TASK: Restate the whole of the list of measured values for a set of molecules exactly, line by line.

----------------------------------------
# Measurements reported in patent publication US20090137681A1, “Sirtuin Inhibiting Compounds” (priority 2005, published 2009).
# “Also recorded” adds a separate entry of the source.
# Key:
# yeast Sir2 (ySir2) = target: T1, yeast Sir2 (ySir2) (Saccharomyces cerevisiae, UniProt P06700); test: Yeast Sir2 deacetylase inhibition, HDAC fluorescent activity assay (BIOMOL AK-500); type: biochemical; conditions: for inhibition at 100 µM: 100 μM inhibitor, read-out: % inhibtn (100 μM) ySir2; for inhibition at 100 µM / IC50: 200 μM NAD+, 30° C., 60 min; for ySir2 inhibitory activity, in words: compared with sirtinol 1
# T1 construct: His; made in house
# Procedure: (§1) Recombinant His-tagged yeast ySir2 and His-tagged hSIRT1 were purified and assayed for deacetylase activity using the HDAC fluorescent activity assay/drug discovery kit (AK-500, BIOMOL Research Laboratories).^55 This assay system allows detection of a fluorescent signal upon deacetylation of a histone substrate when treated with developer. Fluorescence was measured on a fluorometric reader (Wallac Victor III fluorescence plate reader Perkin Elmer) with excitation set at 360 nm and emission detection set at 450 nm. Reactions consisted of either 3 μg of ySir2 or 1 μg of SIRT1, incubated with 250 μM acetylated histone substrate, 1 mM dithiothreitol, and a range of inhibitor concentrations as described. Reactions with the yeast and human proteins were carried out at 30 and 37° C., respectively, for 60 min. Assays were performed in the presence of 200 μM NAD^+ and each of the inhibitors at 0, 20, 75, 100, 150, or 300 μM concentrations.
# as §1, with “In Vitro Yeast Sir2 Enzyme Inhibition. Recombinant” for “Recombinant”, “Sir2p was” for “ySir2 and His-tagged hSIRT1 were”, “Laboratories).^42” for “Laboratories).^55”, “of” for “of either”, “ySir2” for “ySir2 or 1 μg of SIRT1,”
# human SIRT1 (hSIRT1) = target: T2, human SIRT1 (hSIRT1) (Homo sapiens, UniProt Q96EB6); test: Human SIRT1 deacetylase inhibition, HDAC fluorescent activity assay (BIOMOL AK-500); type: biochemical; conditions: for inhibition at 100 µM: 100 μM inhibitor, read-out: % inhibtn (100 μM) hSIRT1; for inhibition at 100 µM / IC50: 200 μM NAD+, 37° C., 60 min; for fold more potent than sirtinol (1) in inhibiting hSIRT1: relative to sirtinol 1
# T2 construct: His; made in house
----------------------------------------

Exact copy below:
# Measurements reported in patent publication US20090137681A1, “Sirtuin Inhibiting Compounds” (priority 2005, published 2009).
# “Also recorded” adds a separate entry of the source.
# Key:
# yeast Sir2 (ySir2) = target: T1, yeast Sir2 (ySir2) (Saccharomyces cerevisiae, UniProt P06700); test: Yeast Sir2 deacetylase inhibition, HDAC fluorescent activity assay (BIOMOL AK-500); type: biochemical; conditions: for inhibition at 100 µM: 100 μM inhibitor, read-out: % inhibtn (100 μM) ySir2; for inhibition at 100 µM / IC50: 200 μM NAD+, 30° C., 60 min; for ySir2 inhibitory activity, in words: compared with sirtinol 1
# T1 construct: His; made in house
# Procedure: (§1) Recombinant His-tagged yeast ySir2 and His-tagged hSIRT1 were purified and assayed for deacetylase activity using the HDAC fluorescent activity assay/drug discovery kit (AK-500, BIOMOL Research Laboratories).^55 This assay system allows detection of a fluorescent signal upon deacetylation of a histone substrate when treated with developer. Fluorescence was measured on a fluorometric reader (Wallac Victor III fluorescence plate reader Perkin Elmer) with excitation set at 360 nm and emission detection set at 450 nm. Reactions consisted of either 3 μg of ySir2 or 1 μg of SIRT1, incubated with 250 μM acetylated histone substrate, 1 mM dithiothreitol, and a range of inhibitor concentrations as described. Reactions with the yeast and human proteins were carried out at 30 and 37° C., respectively, for 60 min. Assays were performed in the presence of 200 μM NAD^+ and each of the inhibitors at 0, 20, 75, 100, 150, or 300 μM concentrations.
# as §1, with “In Vitro Yeast Sir2 Enzyme Inhibition. Recombinant” for “Recombinant”, “Sir2p was” for “ySir2 and His-tagged hSIRT1 were”, “Laboratories).^42” for “Laboratories).^55”, “of” for “of either”, “ySir2” for “ySir2 or 1 μg of SIRT1,”
# human SIRT1 (hSIRT1) = target: T2, human SIRT1 (hSIRT1) (Homo sapiens, UniProt Q96EB6); test: Human SIRT1 deacetylase inhibition, HDAC fluorescent activity assay (BIOMOL AK-500); type: biochemical; conditions: for inhibition at 100 µM: 100 μM inhibitor, read-out: % inhibtn (100 μM) hSIRT1; for inhibition at 100 µM / IC50: 200 μM NAD+, 37° C., 60 min; for fold more potent than sirtinol (1) in inhibiting hSIRT1: relative to sirtinol 1
# T2 construct: His; made in house